But look at The Post report last week on thousands of syringes being found in city parks, and later stories about junkies shooting up in broad daylight. The city’s answer: deposit boxes for used syringes and medically supervised spots for shooting up.
This isn’t compassion or leadership. These are snapshots of a city surrendering to decline.
Alas, indifference is apparently a de Blasio family habit. The New York Times reports that the mayor’s wife, Chirlane McCray, is effectively a no-show as head of the Mayor’s Fund, New York’s official philanthropic organization. The paper reports that McCray has attended fewer than half of its board meetings since becoming chair and that donor contributions, used to augment city services, are the lowest they have been in a decade.
Meanwhile, the fund has new, larger offices and costs have soared by 50 percent. McCray has her own office, but hasn’t set foot in it for a year, the Times reports.
As every mayor learns, managing New York is difficult even when you have the best of intentions, boundless energy and a talented team. But there are no possible solutions when the people in charge don’t care enough even to show up.
Hill fans go the extra vile
My column on how lucky America was to avoid a Hillary Clinton presidency brought the usual leftist insults about my supposed gay relationship with President Trump and wishes that I meet a painful end.
As reader W. Snyder put it, “Please kill yourself so no one will have to read your racist remarks again. Die soon.”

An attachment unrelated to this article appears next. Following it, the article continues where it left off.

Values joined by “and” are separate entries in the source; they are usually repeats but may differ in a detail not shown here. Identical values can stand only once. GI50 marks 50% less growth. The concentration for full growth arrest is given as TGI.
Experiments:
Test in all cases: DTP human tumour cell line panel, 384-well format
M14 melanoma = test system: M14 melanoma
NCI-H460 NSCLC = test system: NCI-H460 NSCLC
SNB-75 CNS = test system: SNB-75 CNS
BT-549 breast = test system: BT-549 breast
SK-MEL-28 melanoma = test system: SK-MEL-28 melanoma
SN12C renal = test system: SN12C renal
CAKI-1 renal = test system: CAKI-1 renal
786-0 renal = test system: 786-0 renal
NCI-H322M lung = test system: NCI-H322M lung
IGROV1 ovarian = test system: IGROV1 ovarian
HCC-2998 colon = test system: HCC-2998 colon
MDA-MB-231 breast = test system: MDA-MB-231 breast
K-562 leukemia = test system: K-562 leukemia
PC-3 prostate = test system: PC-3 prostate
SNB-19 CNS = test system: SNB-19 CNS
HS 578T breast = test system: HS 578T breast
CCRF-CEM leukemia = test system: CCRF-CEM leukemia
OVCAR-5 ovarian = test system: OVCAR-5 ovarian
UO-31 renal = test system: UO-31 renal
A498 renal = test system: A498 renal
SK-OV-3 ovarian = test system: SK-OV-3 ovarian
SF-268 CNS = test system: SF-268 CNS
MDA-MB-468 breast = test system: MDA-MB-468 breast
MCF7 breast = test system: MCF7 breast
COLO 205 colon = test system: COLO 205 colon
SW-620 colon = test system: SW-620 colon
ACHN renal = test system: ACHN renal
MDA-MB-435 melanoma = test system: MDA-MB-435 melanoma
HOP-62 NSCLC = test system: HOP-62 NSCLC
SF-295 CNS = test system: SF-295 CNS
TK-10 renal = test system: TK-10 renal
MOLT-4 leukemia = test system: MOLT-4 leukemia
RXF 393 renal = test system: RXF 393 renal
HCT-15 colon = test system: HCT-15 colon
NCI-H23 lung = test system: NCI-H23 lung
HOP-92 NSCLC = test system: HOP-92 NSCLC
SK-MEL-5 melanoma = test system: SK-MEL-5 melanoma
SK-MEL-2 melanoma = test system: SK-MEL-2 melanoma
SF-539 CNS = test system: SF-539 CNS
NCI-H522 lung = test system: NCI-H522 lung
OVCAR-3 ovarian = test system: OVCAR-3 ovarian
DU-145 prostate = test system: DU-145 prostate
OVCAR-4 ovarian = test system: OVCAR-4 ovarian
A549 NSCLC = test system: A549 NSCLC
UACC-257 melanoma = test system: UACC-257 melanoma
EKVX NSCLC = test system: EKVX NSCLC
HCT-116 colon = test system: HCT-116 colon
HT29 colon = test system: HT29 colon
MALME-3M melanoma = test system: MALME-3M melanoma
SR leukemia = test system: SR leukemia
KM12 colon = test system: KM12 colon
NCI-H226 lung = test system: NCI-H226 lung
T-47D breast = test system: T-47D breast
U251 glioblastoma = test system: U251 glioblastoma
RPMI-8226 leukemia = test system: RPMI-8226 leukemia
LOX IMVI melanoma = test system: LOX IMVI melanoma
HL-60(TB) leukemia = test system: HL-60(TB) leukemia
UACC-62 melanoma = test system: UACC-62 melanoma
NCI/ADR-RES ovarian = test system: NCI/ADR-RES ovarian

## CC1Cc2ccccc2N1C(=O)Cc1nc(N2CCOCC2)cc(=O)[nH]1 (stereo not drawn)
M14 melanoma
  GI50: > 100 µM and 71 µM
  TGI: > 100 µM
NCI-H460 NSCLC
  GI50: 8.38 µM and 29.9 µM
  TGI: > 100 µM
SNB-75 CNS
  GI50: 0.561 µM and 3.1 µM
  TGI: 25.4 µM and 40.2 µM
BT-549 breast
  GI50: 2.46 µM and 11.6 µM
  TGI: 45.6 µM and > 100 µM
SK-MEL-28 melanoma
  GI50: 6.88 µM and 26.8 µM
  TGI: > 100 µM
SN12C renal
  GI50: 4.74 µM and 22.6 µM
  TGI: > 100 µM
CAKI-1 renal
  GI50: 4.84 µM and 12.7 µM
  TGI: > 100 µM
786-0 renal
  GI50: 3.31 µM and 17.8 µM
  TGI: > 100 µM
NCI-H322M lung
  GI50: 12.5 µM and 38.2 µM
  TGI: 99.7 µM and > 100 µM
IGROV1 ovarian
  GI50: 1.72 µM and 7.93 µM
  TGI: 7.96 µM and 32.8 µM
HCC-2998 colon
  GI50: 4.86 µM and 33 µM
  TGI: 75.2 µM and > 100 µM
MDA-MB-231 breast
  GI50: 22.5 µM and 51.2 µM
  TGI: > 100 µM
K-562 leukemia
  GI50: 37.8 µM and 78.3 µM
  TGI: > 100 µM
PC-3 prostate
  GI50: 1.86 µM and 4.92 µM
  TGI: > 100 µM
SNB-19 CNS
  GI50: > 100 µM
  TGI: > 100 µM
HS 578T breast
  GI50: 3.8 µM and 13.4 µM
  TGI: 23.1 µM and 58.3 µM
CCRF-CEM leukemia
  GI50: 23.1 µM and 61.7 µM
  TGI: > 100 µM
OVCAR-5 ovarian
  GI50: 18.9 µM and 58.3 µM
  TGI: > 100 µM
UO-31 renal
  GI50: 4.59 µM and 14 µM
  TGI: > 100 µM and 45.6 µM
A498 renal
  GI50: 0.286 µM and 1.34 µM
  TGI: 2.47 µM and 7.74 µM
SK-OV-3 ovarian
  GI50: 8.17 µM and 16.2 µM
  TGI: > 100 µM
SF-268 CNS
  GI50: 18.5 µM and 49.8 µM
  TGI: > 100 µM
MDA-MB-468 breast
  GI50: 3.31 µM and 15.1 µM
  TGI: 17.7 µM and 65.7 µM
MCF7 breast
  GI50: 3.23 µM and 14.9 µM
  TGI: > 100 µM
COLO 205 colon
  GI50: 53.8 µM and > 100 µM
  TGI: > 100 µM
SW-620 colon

Yet I was struck by how many critical letters were simply personal attacks on Trump. Often, it was pure, blind hate that echoed the campaign of 2016, and we know how that turned out.
“This moron has not only ruined our democracy and disgraced our nation, he is a compulsive liar and a criminal,” wrote Kevin Kelley.
A reader named Charlene said, “This president is a nightmare. The whole nation is falling apart.”
Rebecca Brown says, “He is a liar that is trying to change our democracy into an authoritative state.”
And Scott Aichinger says Trump has a “dehumanizing and anti-American presidency.”
Trump supporters were well represented, too, and reader Mark Mickley best captured their values.
He writes, “A ton of us out here in middle America think Trump’s doing a damn good job and we could care less who he’s slept with or that he’s a bully with bad table manners.
“We just want results. He gets results.”
High-tax states, get out of dodge
Well, that was fast — and predictable.
The IRS is warning high-tax states like New York, New Jersey and Connecticut that laws crafted to avoid federal tax changes won’t pass muster, The Wall Street Journal reports.
The states are trying to circumvent the $10,000 limit on deductions for state and local taxes that is part of the new federal code. Some officials, including Gov. Cuomo, aimed to create a workaround where taxpayers would pay local taxes to charitable entities to reduce their federal taxes.
IRS rejection was a given, yet Cuomo and other Dems wanted to pretend they were fighting for taxpayers even as they gouge them with sky-high state levies.
Instead of playing games, they ought to cut those taxes — or prepare to get run over by higher-income families stampeding for the exits.
Headline . . .
Government warning: Do Not Try To Roast Marshmallows Over Erupting Hawaii Volcano
. . . Your tax dollars at work.